S R Nathan: President Tony Tan, PM Lee, DPMs and other ministers pay tribute

Labour chief Chan Chun Sing at the Singapore General Hospital, where former president S R Nathan passed away. ST PHOTO: CHEW SENG KIM
Dr Vivian Balakrishnan, Minister for Foreign Affairs, at the Singapore General Hospital. ST PHOTO: KUA CHEE SIONG

SINGAPORE - President Tony Tan Keng Yam, Prime Minister Lee Hsien Loong and Deputy Prime Ministers Teo Chee Hean and Tharman Shanmugaratnam were among those who paid tribute to former president S R Nathan on Monday night (Aug 22).

Mr Nathan died at 9.48pm, at the age of 92, having been in critical condition following a stroke on July 31.

Dr Tan, who was formerly Deputy Prime Minister and Minister for Defence, described working with Mr Nathan from 1996 to 1999 as a "privilege".

He credited Mr Nathan with initiating the President's Challenge fundraiser for charity and noted that during Mr Nathan's two terms in office, the President's Challenge raised more than $100 million for over 500 beneficiaries.

Dr Tan described himself and Mrs Mary Tan as "deeply saddened" by Mr Nathan's death, a phrase that Mr Lee and Mr Teo both used as well.

In his tribute message, Mr Lee recalled having known Mr Nathan for more than 40 years. They met when Mr Lee was a young Singapore Armed Forces officer.

"I remember him as a man guided by a deep sense of duty to the nation," wrote Mr Lee. "He stepped up each time duty called. He was a true son of Singapore."

In the same vein, Mr Teo thanked Mr Nathan for "a lifetime of service to Singapore".

He called Mr Nathan "a giant of our times" and mentioned Mr Nathan's "courage, fortitude and dignity" in negotiating the hostage release during the Laju incident.

Mr Tharman's tribute to Mr Nathan was a celebration of the former president's zest for life.

He observed Mr Nathan's keen memory and "human touch", saying that he received numerous handwritten letters of advice over the last few months up until Mr Nathan's stroke.

"I have met few people who lived and breathed Singapore the way he did," Mr Tharman wrote.

The handwritten notes were a cherished personal touch that Minister for National Development Lawrence Wong also remembered fondly.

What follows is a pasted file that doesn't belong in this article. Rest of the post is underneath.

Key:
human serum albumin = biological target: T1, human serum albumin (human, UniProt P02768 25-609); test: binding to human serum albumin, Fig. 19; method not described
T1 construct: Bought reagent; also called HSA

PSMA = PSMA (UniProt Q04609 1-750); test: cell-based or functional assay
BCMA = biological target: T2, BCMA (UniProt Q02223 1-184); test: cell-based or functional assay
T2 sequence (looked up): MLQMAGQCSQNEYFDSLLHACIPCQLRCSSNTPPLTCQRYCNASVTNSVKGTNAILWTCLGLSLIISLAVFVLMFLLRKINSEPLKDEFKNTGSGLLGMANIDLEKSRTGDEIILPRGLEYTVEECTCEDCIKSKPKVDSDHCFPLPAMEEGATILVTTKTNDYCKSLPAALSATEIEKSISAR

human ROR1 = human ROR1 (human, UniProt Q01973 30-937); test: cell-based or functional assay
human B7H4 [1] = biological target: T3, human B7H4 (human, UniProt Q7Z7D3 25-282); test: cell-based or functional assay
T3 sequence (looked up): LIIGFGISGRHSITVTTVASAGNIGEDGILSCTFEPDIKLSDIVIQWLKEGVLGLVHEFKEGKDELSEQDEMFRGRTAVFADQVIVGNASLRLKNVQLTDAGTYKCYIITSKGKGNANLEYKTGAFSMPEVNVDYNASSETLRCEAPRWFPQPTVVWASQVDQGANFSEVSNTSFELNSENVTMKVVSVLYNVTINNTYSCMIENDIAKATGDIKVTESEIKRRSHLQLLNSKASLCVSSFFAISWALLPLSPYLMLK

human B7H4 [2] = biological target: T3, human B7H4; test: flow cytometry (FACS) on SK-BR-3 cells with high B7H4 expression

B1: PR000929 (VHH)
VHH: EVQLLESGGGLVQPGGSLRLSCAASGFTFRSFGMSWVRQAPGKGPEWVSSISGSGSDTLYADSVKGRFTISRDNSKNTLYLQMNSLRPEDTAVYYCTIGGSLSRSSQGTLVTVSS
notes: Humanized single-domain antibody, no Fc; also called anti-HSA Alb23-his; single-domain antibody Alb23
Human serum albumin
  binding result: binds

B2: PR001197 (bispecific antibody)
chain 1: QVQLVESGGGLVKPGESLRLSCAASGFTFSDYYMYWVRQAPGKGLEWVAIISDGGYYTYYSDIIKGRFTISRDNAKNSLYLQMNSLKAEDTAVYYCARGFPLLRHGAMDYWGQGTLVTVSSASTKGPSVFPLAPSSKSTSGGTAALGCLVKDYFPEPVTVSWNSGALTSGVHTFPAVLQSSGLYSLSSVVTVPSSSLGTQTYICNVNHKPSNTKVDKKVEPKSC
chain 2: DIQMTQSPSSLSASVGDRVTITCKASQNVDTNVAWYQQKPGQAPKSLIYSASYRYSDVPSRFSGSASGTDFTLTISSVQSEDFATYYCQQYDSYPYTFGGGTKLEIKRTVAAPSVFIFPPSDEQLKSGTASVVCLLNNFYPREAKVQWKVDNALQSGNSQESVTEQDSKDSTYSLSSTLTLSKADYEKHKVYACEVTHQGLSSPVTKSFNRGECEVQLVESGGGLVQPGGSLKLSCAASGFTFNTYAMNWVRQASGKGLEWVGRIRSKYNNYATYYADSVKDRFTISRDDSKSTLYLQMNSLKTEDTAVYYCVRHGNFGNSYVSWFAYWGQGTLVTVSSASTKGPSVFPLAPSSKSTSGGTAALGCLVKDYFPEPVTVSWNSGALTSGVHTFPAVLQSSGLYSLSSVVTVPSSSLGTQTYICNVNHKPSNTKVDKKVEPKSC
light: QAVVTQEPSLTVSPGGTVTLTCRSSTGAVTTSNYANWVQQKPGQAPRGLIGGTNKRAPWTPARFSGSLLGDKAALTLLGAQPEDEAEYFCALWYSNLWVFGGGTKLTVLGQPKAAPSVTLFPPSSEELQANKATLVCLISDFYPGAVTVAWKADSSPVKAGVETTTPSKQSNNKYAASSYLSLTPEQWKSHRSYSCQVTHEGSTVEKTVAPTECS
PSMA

Tributes to Mr Nathan stressed his diplomatic skills, his work for the labour movement, and his commitment to Singapore's multiculturalism.

Home Affairs and Law Minister K Shanmugam wrote that, in addition to the Laju incident, another standout of Mr Nathan's diplomatic career was his handling of the Michael Fay incident when he was ambassador to the United States.

"His charm and toughness showed the world that we were no pushovers," Mr Shanmugam said.

Meanwhile, labour chief Chan Chun Sing expressed his gratitude for having been personally mentored by Mr Nathan. "Blessed are we whom you have touched," wrote Mr Chan.

Mr Nathan was seconded as a government officer to the labour movement in 1962, and assigned the task of suppressing communists and bringing the unions into the fold of the government-backed National Trades Union Congress.

Mr Chan said that even though Mr Nathan juggled many portfolios during his long career, "we know your heart has always been with us here - in the Labour Movement". He extended condolences to Mr Nathan's widow Urmila on behalf of the movement.

Mr Nathan was also remembered for his commitment to multiculturalism in Singapore.

Mr Nathan was so concerned about protecting the fabric of society that he wrote a letter from his sickbed to denounce extremist religious views, recalled Mr Masagos Zulkifli, who is Minister for the Environment and Water Resources.

Mr Masagos wrote: "He reminisced how he always felt like a family member living among the Malays when he was young. And he reiterated his concerns one last time, expressed poignantly through these words - 'Sometimes, I who lived and loved the Malays wonder where we are going.'

"Let us all maintain that cohesive and harmonious society that Mr Nathan loved us for," Mr Masagos concluded.

This sentiment was echoed by Foreign Affairs Minister Vivian Balakrishnan, who first consulted Mr Nathan - a childhood friend of his father's - when contemplating an entry to politics in 2001.

Dr Balakrishnan said that they discussed how to establish racial and religious harmony in Singapore and that he was inspired by how Mr Nathan, besides contributing to the Hindu community, was passionate about collaboration with religious leaders of other faiths.

He said that he continued to seek Mr Nathan's advice over the years.

"He was always generous with his advice - based on his values and experience. He focused on practical and long term solutions to social and political challenges," Dr Balakrishnan said.

"We will never forget his bravery, devotion, gumption, grit and energy in standing up for Singapore and Singaporeans."

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